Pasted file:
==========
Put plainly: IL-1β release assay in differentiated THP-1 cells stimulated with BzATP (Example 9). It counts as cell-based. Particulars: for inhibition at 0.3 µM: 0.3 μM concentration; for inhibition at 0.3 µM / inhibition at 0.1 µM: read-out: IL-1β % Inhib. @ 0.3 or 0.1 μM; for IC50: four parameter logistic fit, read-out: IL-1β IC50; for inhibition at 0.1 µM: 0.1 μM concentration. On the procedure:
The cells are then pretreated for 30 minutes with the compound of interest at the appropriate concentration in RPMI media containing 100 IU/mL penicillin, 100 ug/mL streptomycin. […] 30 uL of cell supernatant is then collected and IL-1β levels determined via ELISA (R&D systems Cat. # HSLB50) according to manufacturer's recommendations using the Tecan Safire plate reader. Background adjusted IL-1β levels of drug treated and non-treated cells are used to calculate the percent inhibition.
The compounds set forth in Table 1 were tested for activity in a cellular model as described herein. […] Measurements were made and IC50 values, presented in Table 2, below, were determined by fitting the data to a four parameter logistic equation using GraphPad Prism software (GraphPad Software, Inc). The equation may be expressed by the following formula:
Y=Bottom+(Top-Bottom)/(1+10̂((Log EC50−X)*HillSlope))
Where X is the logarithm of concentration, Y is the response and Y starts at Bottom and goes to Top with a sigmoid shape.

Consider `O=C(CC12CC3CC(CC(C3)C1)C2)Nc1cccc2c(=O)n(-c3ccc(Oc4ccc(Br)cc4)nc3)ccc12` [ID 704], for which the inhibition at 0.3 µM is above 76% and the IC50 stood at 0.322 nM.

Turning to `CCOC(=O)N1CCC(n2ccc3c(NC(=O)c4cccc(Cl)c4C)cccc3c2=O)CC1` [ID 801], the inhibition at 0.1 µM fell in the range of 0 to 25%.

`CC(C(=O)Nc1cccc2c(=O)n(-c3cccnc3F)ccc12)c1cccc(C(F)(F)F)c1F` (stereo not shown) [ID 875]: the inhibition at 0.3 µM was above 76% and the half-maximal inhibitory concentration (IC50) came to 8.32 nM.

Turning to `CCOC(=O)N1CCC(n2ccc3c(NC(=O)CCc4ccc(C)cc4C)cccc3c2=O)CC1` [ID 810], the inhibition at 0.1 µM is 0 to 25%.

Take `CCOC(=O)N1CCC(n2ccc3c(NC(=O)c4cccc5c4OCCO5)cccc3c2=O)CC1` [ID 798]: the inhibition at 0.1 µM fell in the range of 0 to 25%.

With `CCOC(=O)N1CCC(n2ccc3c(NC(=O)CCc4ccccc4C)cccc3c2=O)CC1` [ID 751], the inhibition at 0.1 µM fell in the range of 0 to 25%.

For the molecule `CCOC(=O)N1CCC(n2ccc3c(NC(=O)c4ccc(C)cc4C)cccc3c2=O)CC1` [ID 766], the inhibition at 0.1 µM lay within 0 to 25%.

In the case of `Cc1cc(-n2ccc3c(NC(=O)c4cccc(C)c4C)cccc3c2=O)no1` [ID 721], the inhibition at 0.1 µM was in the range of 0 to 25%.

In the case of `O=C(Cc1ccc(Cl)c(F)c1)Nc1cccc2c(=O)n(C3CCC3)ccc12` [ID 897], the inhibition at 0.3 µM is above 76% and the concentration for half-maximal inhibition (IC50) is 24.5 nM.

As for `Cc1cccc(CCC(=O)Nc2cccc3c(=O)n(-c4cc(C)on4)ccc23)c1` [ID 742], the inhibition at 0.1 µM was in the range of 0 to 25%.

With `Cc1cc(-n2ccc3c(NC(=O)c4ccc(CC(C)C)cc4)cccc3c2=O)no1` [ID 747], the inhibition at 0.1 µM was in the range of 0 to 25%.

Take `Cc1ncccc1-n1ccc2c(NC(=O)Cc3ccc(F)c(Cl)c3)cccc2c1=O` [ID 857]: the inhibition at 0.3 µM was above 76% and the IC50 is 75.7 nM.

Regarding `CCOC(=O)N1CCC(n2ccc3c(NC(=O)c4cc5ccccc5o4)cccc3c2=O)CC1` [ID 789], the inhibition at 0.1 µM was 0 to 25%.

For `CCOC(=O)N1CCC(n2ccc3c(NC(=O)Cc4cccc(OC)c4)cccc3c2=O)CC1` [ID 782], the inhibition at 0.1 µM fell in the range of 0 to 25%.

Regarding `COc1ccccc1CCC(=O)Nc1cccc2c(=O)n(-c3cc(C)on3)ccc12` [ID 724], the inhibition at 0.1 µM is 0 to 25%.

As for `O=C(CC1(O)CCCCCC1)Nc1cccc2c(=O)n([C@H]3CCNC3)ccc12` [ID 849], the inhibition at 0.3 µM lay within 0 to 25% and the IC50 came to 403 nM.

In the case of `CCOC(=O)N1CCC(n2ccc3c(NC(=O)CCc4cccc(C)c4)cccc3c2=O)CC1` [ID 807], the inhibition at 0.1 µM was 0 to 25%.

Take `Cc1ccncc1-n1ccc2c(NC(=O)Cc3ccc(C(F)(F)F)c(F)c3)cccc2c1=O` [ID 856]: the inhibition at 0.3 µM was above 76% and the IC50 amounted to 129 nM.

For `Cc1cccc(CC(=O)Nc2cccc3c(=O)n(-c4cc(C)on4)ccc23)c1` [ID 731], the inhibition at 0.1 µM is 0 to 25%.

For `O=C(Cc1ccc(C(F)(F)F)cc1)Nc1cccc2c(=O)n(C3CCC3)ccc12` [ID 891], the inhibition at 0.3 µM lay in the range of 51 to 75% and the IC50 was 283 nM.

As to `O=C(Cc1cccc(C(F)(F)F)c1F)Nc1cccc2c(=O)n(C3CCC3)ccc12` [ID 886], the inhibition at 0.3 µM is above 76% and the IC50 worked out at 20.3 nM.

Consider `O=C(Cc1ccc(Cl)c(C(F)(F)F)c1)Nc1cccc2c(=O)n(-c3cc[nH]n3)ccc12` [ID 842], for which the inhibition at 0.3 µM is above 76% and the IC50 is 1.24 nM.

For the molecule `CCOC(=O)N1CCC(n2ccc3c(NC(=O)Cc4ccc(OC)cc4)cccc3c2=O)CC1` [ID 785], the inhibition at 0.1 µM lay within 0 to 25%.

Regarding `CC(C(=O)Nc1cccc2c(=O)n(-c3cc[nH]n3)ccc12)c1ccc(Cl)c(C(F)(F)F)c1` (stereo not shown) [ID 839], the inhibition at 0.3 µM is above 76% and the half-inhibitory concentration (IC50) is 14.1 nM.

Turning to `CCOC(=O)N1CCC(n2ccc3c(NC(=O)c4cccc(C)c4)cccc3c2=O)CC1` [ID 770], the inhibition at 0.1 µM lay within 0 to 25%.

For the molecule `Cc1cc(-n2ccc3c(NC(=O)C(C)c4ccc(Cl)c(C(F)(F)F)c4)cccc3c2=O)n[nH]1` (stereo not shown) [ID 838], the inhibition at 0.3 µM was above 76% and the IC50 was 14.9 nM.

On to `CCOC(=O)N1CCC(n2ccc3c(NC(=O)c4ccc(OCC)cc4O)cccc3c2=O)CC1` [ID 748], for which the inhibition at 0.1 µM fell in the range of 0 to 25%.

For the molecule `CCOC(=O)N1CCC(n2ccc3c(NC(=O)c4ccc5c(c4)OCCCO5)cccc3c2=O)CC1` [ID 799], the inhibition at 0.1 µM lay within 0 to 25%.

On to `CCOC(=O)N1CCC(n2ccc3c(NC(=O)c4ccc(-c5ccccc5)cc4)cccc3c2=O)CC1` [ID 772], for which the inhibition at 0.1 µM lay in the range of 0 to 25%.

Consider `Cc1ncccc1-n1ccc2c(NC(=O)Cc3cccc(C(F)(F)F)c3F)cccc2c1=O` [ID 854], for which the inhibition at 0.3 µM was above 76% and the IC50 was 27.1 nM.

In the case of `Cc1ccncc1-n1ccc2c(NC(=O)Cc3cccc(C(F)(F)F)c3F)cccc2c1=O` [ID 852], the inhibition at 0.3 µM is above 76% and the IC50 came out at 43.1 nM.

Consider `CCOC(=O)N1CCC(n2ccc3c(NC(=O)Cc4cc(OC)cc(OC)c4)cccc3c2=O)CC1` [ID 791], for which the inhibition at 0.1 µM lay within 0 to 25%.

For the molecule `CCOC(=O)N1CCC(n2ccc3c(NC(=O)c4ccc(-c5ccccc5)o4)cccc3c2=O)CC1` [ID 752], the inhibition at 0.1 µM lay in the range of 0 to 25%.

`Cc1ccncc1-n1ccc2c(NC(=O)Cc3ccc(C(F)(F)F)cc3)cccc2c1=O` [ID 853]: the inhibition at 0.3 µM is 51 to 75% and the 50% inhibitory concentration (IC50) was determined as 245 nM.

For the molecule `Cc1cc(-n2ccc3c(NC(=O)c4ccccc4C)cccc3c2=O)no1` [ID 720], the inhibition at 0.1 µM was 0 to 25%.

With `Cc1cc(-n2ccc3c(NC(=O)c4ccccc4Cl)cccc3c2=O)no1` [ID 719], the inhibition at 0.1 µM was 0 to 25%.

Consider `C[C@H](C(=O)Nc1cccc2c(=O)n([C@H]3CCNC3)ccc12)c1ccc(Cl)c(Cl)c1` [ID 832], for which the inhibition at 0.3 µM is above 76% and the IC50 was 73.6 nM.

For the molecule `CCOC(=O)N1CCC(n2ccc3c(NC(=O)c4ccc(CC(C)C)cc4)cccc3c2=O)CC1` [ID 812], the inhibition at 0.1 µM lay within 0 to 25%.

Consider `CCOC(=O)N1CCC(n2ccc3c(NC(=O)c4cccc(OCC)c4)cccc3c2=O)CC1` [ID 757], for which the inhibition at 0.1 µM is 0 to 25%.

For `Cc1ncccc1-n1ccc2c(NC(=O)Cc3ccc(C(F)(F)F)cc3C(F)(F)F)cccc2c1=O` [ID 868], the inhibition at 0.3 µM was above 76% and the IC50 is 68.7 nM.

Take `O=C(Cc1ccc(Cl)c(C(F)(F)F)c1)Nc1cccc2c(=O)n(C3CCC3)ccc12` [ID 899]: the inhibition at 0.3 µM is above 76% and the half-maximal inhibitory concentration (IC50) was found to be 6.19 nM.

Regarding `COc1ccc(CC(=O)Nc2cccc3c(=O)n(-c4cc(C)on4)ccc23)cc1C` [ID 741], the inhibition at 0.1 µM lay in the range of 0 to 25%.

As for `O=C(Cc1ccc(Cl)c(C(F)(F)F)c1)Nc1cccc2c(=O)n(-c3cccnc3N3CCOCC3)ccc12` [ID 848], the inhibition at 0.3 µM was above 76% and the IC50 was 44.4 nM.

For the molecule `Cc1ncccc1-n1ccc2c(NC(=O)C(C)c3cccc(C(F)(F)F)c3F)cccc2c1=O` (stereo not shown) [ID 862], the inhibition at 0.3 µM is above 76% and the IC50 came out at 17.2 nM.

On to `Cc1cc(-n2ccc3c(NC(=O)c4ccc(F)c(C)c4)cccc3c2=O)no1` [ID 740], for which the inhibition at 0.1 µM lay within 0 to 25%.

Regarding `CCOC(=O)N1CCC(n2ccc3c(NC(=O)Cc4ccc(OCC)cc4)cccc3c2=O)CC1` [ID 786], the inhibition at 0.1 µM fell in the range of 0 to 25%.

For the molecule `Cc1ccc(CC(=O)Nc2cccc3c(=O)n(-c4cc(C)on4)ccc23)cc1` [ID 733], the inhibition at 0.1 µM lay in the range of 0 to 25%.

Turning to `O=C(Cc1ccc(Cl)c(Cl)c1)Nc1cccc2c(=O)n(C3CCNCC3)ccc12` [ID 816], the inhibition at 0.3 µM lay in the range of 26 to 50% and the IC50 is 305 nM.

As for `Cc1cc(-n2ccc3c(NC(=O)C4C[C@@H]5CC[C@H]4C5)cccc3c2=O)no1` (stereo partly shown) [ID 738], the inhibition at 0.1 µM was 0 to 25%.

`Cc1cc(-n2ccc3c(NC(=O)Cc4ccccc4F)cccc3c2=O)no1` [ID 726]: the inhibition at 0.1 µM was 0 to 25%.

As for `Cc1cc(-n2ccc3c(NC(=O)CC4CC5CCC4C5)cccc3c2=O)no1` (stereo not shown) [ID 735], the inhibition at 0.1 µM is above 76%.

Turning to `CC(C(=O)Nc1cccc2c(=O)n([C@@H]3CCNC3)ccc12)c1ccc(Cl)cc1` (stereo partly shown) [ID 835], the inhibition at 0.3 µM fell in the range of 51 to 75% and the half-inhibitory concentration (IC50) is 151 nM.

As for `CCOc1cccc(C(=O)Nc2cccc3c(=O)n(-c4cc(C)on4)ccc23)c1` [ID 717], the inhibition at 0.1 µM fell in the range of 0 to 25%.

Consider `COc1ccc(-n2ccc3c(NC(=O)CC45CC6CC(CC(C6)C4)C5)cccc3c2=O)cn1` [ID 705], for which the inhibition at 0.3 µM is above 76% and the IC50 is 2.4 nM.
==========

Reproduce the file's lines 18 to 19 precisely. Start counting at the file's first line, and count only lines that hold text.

Regarding `CCOC(=O)N1CCC(n2ccc3c(NC(=O)c4cc5ccccc5o4)cccc3c2=O)CC1` [ID 789], the inhibition at 0.1 µM was 0 to 25%.

For `CCOC(=O)N1CCC(n2ccc3c(NC(=O)Cc4cccc(OC)c4)cccc3c2=O)CC1` [ID 782], the inhibition at 0.1 µM fell in the range of 0 to 25%.